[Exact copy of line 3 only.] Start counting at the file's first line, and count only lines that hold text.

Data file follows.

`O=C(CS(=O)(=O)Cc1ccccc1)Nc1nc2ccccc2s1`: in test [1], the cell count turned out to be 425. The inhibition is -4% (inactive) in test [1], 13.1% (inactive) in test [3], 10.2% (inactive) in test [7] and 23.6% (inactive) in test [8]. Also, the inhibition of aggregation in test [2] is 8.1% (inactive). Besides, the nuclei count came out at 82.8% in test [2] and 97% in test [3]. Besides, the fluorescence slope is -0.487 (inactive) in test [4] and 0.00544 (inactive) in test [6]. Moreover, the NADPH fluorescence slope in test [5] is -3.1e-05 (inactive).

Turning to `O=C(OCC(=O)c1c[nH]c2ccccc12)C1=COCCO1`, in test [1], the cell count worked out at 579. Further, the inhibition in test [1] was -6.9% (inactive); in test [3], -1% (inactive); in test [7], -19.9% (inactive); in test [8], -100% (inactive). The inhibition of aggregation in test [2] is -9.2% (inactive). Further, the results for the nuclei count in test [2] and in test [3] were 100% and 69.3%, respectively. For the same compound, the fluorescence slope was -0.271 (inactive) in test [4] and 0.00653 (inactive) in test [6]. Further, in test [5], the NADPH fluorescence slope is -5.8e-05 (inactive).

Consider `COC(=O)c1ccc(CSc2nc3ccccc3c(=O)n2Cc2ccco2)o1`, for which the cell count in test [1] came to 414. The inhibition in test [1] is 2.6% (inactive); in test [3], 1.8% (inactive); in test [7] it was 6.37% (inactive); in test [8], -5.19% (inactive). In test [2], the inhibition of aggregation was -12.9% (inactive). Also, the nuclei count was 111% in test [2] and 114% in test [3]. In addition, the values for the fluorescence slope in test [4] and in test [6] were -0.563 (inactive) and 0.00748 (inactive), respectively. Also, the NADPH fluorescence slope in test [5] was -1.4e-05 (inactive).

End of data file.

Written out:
Consider `COC(=O)c1ccc(CSc2nc3ccccc3c(=O)n2Cc2ccco2)o1`, for which the cell count in test [1] came to 414. The inhibition in test [1] is 2.6% (inactive); in test [3], 1.8% (inactive); in test [7] it was 6.37% (inactive); in test [8], -5.19% (inactive). In test [2], the inhibition of aggregation was -12.9% (inactive). Also, the nuclei count was 111% in test [2] and 114% in test [3]. In addition, the values for the fluorescence slope in test [4] and in test [6] were -0.563 (inactive) and 0.00748 (inactive), respectively. Also, the NADPH fluorescence slope in test [5] was -1.4e-05 (inactive).